Homeownership—like life itself—can be entirely unpredictable. And while we might not like to think about it, unforeseen disaster can strike our homes at a moment’s notice. As with so many things, it’s often our initial response that determines the extent to which our lives are impacted. When a house suffers from such devastation, it’s crucial to take a cool-headed, methodical approach in responding. The steps below will vary depending on the severity and nature of the disaster, but they provide a basic framework for how to respond in the sudden case of catastrophe.

  1. Account for everyone’s safety and well-being. If anyone has sustained serious injury, seek immediate medical assistance. For less severe health issues, you should have a first-aid kit at the ready. In addition to standard first-aid items, your kit should include any prescription medicines and contact information for medical professionals. If possible, contact family members, friends, and neighbors to check in and assure them that you’re all right. Depending on the scale of the disaster, emergency relief services such as the American Red Cross or Salvation Army may have set up shop nearby—they can be an invaluable resource during these chaotic times.

  2. Refer to your hazard checklist. You next need to determine whether it’s safe to be in your house. Remember that damage to your home isn’t always readily apparent, and unforeseen threats can arise—err on the side of caution, and don’t take risks. If necessary, contact local authorities to report immediate hazards, and find new shelter for the time being. Also have in place a plan for where any pets can stay during this time.

  3. Bring out the emergency supplies. Here’s where a bit of preparation comes in handy. In addition to your standard first-aid kit, some items you’ll want accessible include: blankets, plenty of clean drinking water (the CDC recommends about five gallons per person), batteries, flashlights, a battery-powered radio, nonperishable food, a manual can opener, personal hygiene products, and insect repellant.

  4. Mitigate environmental risks. Oftentimes, water will have found its way into your house. Avoid contaminated water entirely, and prevent mold by fixing easy leaks, cleaning and drying affected areas, and tossing out any items that can’t be dried. Check to see if a “boil water” advisory is in effect. If so, avoid using tap water until it has come to a rolling boil for at least one minute or been treated with unscented household chlorine bleach. (The CDC suggests using ¼ teaspoon bleach to 1 gallon of cloudy water—stir and let stand for 30 minutes before using.) Protect yourself from carbon monoxide poisoning by never using a generator or other fuel-burning device indoors—even with doors or windows open—and keeping a CO detector functional within your home. Finally, be wary of wildlife and pest intrusion into your home; contact a removal specialist rather than trying to handle it yourself.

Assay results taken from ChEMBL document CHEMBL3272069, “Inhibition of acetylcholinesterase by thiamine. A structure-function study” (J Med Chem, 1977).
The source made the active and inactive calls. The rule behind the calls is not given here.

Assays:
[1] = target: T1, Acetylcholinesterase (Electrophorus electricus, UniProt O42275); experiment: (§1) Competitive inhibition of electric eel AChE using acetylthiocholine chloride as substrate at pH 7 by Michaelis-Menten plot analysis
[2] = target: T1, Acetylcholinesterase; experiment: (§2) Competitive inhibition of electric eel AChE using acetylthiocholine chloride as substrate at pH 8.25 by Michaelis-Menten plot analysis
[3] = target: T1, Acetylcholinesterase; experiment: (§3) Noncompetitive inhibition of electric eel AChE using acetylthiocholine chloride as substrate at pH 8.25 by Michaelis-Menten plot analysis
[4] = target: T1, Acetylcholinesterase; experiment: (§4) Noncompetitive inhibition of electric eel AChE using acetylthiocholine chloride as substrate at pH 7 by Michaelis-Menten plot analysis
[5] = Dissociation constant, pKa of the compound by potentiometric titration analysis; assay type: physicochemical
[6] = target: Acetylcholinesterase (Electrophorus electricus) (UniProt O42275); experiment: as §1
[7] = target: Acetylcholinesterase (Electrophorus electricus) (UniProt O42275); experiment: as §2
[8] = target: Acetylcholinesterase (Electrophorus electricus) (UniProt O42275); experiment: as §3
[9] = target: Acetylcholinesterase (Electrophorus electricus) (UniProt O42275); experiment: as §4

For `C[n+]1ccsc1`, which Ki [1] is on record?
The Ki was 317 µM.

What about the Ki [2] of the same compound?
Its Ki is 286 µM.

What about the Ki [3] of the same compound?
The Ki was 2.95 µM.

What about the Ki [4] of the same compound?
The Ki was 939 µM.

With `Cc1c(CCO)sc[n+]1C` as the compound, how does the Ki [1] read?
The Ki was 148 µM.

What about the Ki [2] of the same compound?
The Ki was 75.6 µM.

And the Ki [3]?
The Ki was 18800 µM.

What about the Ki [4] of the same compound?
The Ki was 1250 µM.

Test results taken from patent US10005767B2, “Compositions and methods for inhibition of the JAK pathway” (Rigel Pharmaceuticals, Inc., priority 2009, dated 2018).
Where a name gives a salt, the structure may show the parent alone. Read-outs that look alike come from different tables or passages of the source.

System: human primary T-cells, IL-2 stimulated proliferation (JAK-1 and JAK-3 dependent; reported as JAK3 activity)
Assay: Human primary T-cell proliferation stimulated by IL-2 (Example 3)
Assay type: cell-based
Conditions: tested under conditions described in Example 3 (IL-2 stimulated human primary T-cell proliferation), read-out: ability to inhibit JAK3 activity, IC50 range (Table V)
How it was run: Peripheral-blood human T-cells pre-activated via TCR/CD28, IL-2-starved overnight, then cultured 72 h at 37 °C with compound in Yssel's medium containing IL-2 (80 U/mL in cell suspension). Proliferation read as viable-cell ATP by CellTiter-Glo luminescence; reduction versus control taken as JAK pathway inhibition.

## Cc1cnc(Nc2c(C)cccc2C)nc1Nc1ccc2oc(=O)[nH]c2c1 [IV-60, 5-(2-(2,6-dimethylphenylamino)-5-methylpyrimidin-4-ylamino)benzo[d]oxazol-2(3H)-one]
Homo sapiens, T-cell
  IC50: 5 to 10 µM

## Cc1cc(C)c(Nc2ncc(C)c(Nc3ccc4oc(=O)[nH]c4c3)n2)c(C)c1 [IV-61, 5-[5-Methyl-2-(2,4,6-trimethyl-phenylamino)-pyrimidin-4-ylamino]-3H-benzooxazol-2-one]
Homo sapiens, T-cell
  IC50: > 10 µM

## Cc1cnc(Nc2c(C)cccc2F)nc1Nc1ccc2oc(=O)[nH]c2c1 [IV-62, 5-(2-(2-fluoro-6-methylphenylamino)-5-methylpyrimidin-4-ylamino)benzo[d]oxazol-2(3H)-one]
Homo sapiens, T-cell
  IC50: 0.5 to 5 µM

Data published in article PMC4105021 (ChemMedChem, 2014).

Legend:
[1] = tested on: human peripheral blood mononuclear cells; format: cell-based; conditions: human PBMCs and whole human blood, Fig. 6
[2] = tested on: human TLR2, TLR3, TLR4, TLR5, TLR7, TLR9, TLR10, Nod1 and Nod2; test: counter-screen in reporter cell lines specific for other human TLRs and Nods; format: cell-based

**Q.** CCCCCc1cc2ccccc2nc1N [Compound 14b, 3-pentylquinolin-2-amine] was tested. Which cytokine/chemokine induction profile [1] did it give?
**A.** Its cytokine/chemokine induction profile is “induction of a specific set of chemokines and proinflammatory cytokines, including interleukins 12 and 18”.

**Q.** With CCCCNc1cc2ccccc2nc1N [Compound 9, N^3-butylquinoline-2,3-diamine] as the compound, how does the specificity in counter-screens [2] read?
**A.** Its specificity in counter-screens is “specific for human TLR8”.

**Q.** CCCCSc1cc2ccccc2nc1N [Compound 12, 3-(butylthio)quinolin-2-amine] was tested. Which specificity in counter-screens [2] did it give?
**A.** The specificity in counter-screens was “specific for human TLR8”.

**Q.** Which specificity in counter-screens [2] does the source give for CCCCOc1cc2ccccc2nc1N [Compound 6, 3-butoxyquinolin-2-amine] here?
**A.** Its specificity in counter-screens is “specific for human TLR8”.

5. Contact your homeowner’s insurance provider. Take pictures and document everything in order to substantiate your claim. Also know that you will be responsible for ensuring that no additional damage is done to the property, so ask your insurance agent what steps they recommend you take. If this requires the purchase of any materials, be sure to retain the receipts.

  6. Replace important documents. Items such as licenses, birth certificates, Social Security cards, passports, and tax records may have been lost in the disaster. Contact the necessary agencies or departments to inquire how to get new copies.

Additional Points of Consideration

  • In the event of a large-scale disaster where others in your community have been affected, response times may not be as fast as you’d like. This is precisely why you’ll want to be prepared with emergency supplies (and a good bit of patience).

  • The aftermath of a disaster is often a time of great distress, especially for children. Try to maintain and exhibit a calm, positive attitude. Things will get better.

  • Don’t get duped. Shady contractors might use this opportunity to prey upon homeowners during a period of vulnerability. Stick with reputable, licensed Best Pick companies to do the work.

It’s our sincere hope that you never have occasion to use the steps above. But a simple glance at the day’s headlines suggests that it’s probably a good idea to be ready for the worst—just in case.

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Sources: American Red Cross; CDC; FEMA.

For more information on our sources, please contact us directly.